Is it worth it to accede to weekly exams when they are weighed against the increased possibility of section? Mothers will ask “Well how do I tell them I don’t want an exam and not have those uncomfortable moments when my doc thinks I’m defying him/her and not letting him do what he always does…” That’s always the problem, but if we role-play with our clients and give them the studies, they often feel confident enough and protective of their health enough to say something like “Oh I just don’t want that exam today, so can we do it next week?” or they can say that they’ve researched this pregnancy very well, mention that there are studies, and ask how the exam will help their health. What will it tell the doc? It’s their right to know and to question, but confidence is the key. We have all been subtly bullied at one time or another by those in positions of authority.
s I believe that we must make an effort to give real meaning to a women’s right to choose (!). Since these exams are neither predictive nor probative, the doc must be able to say something really medically strong to counter the studies. They will often back down…

Here are just a few studies I found:
Relationship of ante partum pelvic examinations to premature rupture of the membranes. Lenahan, JP Jr. Journal Obstetrics Gynecology 1984, Jan:63(1):33-37. I quote from the abstract: “In the 174 patients on whom pelvic examinations were done weekly starting at 37 weeks gestation, the incidence of PROM was 18%, which was a significant increase (P=.001). The primary cesarean section rate was comparable in both groups with PROM; however, the overall primary cesarean rate when PROM occurred was found to be twice that of the remaining population. The study suggests that routine pelvic examinations may a significant contributing factor to the incidence of PROM . Women with uncomplicated pregnancies were randomly assigned to one of two groups. The author theorizes that the probing finger carries up and deposits on the cervix bacteria and acidic vaginal secretions capable of penetrating the mucous plug and causing sufficient low-grade inflammation or sub-clinical infection to rupture membranes. ‘It would therefore seem prudent to recommend that no pelvic examinations be done routinely in the third trimester unless a valid medical indication [sic] exists to examine the cervix … especially since the information gained from these routine examinations is often of little or no benefit to either the physician or the patient.’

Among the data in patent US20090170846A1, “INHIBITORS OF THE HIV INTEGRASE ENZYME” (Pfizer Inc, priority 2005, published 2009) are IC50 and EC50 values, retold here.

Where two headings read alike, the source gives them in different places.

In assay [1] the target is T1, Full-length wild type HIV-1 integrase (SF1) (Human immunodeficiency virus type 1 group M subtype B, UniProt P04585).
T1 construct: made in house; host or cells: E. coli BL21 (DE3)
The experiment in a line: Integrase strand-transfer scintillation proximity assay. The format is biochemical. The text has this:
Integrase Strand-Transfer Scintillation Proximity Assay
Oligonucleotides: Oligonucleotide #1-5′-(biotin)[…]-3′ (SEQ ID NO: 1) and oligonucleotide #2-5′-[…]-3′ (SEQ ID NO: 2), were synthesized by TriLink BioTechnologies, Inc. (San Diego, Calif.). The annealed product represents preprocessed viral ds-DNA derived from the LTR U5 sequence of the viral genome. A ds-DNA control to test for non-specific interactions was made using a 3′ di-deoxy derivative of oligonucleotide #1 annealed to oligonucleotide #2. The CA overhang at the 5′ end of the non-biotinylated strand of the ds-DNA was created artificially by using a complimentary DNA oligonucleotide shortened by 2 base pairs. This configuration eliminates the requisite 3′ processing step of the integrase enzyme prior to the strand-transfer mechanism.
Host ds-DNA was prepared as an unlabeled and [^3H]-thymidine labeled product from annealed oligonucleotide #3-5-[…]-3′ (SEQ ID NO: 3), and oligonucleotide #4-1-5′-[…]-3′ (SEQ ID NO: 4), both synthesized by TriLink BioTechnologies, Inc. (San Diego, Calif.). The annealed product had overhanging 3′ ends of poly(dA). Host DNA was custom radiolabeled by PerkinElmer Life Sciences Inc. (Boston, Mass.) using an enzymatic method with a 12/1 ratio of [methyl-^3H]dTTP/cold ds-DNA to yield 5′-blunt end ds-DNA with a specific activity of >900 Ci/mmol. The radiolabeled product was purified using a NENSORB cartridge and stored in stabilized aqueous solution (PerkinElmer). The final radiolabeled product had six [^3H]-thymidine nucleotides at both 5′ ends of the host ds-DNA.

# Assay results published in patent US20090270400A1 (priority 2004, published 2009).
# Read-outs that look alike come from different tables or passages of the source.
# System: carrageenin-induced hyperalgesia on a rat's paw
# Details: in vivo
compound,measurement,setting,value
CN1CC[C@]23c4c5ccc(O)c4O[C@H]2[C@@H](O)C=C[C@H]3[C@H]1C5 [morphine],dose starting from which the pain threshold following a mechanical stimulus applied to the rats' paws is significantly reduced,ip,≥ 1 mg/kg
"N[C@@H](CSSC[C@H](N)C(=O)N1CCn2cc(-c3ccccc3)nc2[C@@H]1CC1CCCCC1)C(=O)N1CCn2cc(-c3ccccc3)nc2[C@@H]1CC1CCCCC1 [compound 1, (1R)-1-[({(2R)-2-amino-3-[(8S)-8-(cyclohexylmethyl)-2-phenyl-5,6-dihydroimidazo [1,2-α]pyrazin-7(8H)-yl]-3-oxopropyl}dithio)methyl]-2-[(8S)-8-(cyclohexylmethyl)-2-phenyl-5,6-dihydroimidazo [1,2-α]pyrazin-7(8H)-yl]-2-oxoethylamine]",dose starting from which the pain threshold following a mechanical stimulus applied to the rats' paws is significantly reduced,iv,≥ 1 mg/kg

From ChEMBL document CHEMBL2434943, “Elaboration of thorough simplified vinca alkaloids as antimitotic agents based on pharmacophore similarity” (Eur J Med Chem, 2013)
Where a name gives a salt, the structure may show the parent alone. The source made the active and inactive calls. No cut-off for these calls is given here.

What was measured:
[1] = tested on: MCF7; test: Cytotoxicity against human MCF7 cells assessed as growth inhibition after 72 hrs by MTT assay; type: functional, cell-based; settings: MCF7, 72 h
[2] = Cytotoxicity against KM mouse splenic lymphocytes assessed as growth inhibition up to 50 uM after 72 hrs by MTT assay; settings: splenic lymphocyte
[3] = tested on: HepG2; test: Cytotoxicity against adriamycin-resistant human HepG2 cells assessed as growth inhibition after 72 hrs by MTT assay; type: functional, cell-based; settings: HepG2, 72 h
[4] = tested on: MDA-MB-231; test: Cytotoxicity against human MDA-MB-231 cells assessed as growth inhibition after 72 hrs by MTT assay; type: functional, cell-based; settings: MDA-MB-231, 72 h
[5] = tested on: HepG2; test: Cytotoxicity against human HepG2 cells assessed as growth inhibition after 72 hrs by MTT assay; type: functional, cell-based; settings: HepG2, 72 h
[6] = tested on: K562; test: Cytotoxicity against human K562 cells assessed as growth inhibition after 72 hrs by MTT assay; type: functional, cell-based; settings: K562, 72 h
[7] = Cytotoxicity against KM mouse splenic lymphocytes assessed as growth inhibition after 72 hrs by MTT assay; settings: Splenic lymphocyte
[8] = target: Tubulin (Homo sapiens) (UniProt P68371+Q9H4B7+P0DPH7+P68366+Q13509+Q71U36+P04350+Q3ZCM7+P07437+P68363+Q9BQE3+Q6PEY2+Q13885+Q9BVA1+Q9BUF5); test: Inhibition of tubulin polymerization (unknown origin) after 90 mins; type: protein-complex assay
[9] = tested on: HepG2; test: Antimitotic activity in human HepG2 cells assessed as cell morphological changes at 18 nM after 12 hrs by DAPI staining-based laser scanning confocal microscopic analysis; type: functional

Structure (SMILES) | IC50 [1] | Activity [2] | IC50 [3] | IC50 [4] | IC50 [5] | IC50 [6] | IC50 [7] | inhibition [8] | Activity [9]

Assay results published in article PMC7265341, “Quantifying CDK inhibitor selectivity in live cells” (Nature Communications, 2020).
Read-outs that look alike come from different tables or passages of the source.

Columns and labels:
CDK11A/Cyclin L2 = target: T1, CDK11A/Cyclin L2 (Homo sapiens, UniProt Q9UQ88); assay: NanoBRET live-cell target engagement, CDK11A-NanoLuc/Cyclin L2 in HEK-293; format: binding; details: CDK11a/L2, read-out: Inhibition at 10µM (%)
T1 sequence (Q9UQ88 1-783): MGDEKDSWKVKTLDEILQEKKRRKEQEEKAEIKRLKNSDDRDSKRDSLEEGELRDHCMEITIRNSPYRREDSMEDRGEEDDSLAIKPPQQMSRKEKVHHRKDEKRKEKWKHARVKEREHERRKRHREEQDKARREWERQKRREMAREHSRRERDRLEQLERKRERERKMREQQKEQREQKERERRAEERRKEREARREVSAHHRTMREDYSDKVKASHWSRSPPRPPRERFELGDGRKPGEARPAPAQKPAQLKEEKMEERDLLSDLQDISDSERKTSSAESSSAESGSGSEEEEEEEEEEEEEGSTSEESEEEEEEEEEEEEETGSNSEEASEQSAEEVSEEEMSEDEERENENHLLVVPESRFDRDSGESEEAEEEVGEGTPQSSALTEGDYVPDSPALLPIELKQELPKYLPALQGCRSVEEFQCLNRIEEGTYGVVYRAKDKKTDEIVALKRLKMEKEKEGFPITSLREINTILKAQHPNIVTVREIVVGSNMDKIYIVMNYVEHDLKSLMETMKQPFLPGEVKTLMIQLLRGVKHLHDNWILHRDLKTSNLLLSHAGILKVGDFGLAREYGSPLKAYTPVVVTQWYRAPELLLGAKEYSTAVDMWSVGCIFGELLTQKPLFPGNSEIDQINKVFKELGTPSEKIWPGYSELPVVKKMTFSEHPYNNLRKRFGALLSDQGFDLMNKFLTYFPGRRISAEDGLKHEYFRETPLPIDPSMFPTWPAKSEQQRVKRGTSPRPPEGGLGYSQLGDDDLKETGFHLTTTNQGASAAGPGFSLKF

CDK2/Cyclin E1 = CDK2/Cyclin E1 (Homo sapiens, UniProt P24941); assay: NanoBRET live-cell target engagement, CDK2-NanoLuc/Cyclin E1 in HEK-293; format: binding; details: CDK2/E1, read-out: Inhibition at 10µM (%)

Here are others: Histologic chorioamnionitis in pregnancies: implications in preterm rupture of membranes. Department of Obstetrics and Gynecology, Univ. of New Mexico School of Medicine, Albuquerque, and: Medscape Medical News Pelvic Exams Still Common Despite Lack of Scientific Support Arch Intern Med. 2011;171:2053-2054.

Again, women should be able to weigh the risks of routine exams against the possibility of that cascade of interventions that follow on with PROM, interventions that will, at the least, lead to an uncomfortable and harder-to-mange induction and at worst, put our clients on the gurney ride into the operating theatre.

Many thanks to Mama Birth and Jackie !!!